“Church Retreat, 1975” by Emily Pease of Williamsburg, Virginia, has been named by final judge Nick Ripatrazone (author of This Darksome Burn) as the recipient of the 2014 Bevel Summers Prize for the Short Short Story, sponsored by Shenandoah: The Washington and Lee University Review. The judge’s citation for the winning entry is as follows:
“A haunting, finely-crafted scene that reverberates into the pasts and futures of all characters involved. Pease masters this short form with phrases and images that make the reader conclude these lives are worthy of a much longer narrative, and yet somehow this single sequence on the beach, where “no one missed” these two girls, wounds through its brevity.
The honorarium for the prize is $1000 and publication in Shenandoah. Of the story by runner-up Danilo Thomas (Tallahasses, FL) “Torque and Slippage,” Ripatrazone says, “The narrator assures that ‘we weren’t killers,’ but the sentence-to-sentence punch of this suggests otherwise. A troubling lyric representation of a descent into violence, and the questions that remain afterward.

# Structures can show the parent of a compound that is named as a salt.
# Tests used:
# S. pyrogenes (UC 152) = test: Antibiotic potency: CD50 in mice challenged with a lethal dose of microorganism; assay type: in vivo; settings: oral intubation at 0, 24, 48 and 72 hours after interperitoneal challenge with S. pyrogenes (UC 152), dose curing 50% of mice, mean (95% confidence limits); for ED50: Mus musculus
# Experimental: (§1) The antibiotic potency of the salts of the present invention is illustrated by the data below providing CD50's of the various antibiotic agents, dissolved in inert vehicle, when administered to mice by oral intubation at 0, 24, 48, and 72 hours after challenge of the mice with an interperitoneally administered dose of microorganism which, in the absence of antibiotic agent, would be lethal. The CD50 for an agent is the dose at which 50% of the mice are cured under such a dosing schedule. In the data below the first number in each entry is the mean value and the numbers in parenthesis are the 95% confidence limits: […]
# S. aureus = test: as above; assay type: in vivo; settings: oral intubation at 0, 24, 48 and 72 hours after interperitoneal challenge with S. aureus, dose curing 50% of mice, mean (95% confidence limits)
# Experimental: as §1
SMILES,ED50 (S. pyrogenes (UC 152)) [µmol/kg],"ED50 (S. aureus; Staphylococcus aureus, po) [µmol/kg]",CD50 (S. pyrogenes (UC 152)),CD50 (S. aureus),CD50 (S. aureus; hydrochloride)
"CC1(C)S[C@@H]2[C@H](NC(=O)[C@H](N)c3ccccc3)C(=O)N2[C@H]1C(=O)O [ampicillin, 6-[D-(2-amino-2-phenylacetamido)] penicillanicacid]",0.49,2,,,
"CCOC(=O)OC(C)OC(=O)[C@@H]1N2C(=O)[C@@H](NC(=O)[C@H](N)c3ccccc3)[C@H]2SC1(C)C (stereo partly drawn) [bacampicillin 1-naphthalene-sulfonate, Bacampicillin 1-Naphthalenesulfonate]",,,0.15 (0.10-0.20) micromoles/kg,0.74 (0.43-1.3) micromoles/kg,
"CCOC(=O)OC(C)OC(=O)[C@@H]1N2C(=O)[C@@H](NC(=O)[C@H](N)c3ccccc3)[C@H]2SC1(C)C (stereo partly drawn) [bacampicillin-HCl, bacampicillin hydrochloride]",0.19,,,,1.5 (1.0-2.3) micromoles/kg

“The Last Landmine” by Nancy Taylor (San Francisco) and “The Slades” by Melanie Faith (Mercersburg, PA) received honorable mention and will, with Thomas’s piece, be published in the fall issue of Shenandoah, scheduled for October. The entries to this year’s Bevel Summers contest numbered just over a thousand, and the 2015 contest will take place in the spring. Interested parties should watch the Prizes link on Shenandoah‘s website in 2015 for further information.
The contest is named for an evangelistic preacher in Flannery O’Connor’s story “The River” and for the boy who takes the preacher’s name. The fictional Summers’ method of baptism is full immersion, the method of the best short short stories.